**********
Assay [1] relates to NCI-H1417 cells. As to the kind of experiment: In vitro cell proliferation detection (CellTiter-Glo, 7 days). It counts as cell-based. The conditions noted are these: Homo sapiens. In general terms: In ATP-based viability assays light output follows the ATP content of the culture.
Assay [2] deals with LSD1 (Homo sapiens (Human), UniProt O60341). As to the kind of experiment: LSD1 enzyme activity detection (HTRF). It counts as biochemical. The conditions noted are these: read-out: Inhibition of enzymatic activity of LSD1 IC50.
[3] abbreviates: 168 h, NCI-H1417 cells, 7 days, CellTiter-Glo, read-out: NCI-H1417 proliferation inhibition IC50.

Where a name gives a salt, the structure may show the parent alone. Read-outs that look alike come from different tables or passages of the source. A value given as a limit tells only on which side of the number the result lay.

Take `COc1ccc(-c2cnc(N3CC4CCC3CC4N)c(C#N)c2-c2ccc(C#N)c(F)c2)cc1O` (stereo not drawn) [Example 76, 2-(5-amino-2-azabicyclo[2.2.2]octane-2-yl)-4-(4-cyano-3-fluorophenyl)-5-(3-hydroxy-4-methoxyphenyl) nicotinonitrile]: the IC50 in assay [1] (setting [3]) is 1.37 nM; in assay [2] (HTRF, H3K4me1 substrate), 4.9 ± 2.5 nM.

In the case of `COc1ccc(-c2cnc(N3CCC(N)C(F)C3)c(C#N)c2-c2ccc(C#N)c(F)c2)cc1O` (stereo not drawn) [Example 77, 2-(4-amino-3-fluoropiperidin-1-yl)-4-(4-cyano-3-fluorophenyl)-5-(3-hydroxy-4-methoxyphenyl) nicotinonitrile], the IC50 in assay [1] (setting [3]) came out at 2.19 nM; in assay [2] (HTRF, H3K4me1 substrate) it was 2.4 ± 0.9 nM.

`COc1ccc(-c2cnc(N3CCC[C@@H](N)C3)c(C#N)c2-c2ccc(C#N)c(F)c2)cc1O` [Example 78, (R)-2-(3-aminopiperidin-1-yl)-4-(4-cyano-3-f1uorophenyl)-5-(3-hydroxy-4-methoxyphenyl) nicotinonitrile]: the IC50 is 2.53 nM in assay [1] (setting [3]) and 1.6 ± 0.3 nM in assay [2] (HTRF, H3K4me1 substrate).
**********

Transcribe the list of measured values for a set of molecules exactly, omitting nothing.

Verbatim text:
Assay [1] relates to NCI-H1417 cells. As to the kind of experiment: In vitro cell proliferation detection (CellTiter-Glo, 7 days). It counts as cell-based. The conditions noted are these: Homo sapiens. In general terms: In ATP-based viability assays light output follows the ATP content of the culture.
Assay [2] deals with LSD1 (Homo sapiens (Human), UniProt O60341). As to the kind of experiment: LSD1 enzyme activity detection (HTRF). It counts as biochemical. The conditions noted are these: read-out: Inhibition of enzymatic activity of LSD1 IC50.
[3] abbreviates: 168 h, NCI-H1417 cells, 7 days, CellTiter-Glo, read-out: NCI-H1417 proliferation inhibition IC50.

Where a name gives a salt, the structure may show the parent alone. Read-outs that look alike come from different tables or passages of the source. A value given as a limit tells only on which side of the number the result lay.

Take `COc1ccc(-c2cnc(N3CC4CCC3CC4N)c(C#N)c2-c2ccc(C#N)c(F)c2)cc1O` (stereo not drawn) [Example 76, 2-(5-amino-2-azabicyclo[2.2.2]octane-2-yl)-4-(4-cyano-3-fluorophenyl)-5-(3-hydroxy-4-methoxyphenyl) nicotinonitrile]: the IC50 in assay [1] (setting [3]) is 1.37 nM; in assay [2] (HTRF, H3K4me1 substrate), 4.9 ± 2.5 nM.

In the case of `COc1ccc(-c2cnc(N3CCC(N)C(F)C3)c(C#N)c2-c2ccc(C#N)c(F)c2)cc1O` (stereo not drawn) [Example 77, 2-(4-amino-3-fluoropiperidin-1-yl)-4-(4-cyano-3-fluorophenyl)-5-(3-hydroxy-4-methoxyphenyl) nicotinonitrile], the IC50 in assay [1] (setting [3]) came out at 2.19 nM; in assay [2] (HTRF, H3K4me1 substrate) it was 2.4 ± 0.9 nM.

`COc1ccc(-c2cnc(N3CCC[C@@H](N)C3)c(C#N)c2-c2ccc(C#N)c(F)c2)cc1O` [Example 78, (R)-2-(3-aminopiperidin-1-yl)-4-(4-cyano-3-f1uorophenyl)-5-(3-hydroxy-4-methoxyphenyl) nicotinonitrile]: the IC50 is 2.53 nM in assay [1] (setting [3]) and 1.6 ± 0.3 nM in assay [2] (HTRF, H3K4me1 substrate).